Ultra-nationalist Buddhist monk Pamaukkha was sentenced to a month in jail by a Kamayut Township court yesterday for leading a protest outside the US embassy in Yangon last year against the US government’s use of the term “Rohingya.”
The judge passed down the sentence after the monk refused to comment further on the case during a hearing yesterday. He was found guilty of violating Section 19 of the Peaceful Assembly and Peaceful Procession Law. He still faces additional charges under Section 505(b) of the Penal Code for threatening public tranquility. Each law carries a maximum penalty of two years in prison, plus a fine.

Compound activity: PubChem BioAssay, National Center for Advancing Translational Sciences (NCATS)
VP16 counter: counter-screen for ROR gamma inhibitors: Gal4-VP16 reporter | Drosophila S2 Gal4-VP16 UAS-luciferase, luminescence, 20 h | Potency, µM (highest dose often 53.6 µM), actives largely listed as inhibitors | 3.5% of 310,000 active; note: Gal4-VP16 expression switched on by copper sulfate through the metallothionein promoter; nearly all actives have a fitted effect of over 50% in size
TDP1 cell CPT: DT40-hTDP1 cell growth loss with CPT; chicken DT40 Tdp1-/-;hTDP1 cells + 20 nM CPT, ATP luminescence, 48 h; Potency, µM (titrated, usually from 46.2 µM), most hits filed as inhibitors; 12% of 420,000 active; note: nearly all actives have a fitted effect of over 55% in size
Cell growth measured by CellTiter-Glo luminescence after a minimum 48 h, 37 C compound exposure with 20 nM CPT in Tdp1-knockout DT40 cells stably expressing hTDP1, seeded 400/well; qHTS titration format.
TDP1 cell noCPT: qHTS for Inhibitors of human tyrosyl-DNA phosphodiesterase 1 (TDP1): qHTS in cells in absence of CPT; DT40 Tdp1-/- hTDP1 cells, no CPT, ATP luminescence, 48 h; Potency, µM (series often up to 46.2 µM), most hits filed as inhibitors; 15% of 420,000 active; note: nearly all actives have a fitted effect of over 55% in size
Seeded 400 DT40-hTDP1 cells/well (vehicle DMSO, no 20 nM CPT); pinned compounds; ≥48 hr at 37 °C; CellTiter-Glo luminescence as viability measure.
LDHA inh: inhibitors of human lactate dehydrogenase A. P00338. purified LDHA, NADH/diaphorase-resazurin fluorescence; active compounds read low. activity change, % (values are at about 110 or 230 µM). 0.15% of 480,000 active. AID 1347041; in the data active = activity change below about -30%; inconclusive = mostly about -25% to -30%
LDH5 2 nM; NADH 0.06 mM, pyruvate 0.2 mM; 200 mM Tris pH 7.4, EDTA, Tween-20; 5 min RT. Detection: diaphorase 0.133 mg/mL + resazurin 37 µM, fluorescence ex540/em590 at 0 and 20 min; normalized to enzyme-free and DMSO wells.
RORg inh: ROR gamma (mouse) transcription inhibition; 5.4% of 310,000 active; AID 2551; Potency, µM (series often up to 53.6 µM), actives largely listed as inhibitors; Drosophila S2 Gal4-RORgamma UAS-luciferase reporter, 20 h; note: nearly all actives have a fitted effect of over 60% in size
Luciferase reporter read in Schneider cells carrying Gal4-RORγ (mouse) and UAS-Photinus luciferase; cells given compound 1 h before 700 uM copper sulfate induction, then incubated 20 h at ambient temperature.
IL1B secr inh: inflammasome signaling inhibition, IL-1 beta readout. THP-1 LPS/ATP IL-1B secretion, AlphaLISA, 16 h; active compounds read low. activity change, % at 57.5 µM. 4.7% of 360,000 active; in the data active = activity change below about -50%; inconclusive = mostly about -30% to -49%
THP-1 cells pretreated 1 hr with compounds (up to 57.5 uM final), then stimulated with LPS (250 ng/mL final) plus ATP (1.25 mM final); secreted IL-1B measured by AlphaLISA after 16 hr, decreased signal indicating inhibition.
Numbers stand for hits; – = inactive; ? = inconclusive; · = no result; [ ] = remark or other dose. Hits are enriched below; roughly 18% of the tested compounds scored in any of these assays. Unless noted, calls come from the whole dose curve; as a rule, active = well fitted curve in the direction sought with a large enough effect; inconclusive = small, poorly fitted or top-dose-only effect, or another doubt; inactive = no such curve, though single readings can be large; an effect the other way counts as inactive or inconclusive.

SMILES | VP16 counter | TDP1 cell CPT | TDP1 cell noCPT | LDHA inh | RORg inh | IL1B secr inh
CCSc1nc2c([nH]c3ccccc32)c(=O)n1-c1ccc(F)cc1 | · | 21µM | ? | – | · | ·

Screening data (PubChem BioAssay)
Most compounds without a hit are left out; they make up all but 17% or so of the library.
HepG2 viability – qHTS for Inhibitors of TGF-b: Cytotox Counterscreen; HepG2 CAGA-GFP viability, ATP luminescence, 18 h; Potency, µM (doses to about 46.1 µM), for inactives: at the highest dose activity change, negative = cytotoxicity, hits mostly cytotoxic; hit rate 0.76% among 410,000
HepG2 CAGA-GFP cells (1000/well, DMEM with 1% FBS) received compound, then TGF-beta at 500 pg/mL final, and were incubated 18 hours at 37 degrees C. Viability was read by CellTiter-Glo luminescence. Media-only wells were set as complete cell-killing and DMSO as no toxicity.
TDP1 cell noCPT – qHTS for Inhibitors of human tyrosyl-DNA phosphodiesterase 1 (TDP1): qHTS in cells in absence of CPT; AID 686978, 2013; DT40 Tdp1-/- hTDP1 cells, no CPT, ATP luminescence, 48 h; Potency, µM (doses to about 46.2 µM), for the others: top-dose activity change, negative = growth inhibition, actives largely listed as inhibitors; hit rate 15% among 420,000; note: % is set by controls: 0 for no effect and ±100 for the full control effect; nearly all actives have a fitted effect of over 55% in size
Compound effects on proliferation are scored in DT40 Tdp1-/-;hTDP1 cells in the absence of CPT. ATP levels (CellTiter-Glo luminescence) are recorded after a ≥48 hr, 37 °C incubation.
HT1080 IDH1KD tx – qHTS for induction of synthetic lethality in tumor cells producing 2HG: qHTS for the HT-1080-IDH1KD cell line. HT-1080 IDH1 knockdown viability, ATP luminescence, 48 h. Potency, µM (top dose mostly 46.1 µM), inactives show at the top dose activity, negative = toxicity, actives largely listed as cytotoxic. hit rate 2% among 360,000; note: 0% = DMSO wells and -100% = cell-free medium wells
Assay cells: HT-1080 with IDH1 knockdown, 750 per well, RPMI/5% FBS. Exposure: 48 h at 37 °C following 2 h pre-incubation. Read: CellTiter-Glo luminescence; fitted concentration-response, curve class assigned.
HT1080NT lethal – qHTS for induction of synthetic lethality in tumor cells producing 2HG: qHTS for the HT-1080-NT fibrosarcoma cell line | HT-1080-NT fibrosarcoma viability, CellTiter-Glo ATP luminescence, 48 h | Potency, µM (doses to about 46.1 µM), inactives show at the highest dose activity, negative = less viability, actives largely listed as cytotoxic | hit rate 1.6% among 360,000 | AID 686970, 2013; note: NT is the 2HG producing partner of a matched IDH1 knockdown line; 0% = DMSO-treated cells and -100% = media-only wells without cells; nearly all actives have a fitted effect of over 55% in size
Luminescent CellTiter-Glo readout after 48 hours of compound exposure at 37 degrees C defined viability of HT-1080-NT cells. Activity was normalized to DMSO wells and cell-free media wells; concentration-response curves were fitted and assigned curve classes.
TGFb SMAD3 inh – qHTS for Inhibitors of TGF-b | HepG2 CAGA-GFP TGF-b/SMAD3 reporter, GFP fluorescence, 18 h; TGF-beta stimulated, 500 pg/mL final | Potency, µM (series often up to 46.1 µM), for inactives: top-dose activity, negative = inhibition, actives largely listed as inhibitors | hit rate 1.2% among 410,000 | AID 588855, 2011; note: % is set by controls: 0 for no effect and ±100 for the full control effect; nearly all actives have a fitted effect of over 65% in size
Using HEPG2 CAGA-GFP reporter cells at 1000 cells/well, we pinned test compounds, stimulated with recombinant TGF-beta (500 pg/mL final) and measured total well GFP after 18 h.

Both laws have been criticized by rights groups and violating the basic freedoms of assembly and expression, though this is a rare application of the laws to curb ultra-nationalist activity in Myanmar.
Pamaukkha is considered a significant driver of anti-Rohingya sentiment in Myanmar, alongside the better-known monk Wirathu, who spent seven years in prison for his anti-Muslim sermons.
Pamaukkha was arrested earlier this month while applying for permission to organize another, unrelated protest in North Dagon Township.
During his trial, the monk was greeted by dozens of supporters. Most of the Myanmar public, in addition to the government and the military, reject the use of the term “Rohingya,” opting for “Bengali” – a term that implies that the Muslim minority group is not native to Myanmar.
During a previous court appearance, Pamaukkha exclaimed: “I am just protecting the sovereignty of the state.”
Following his conviction, the monk’s lawyer said he would challenge the ruling on the basis of procedural errors during the trial.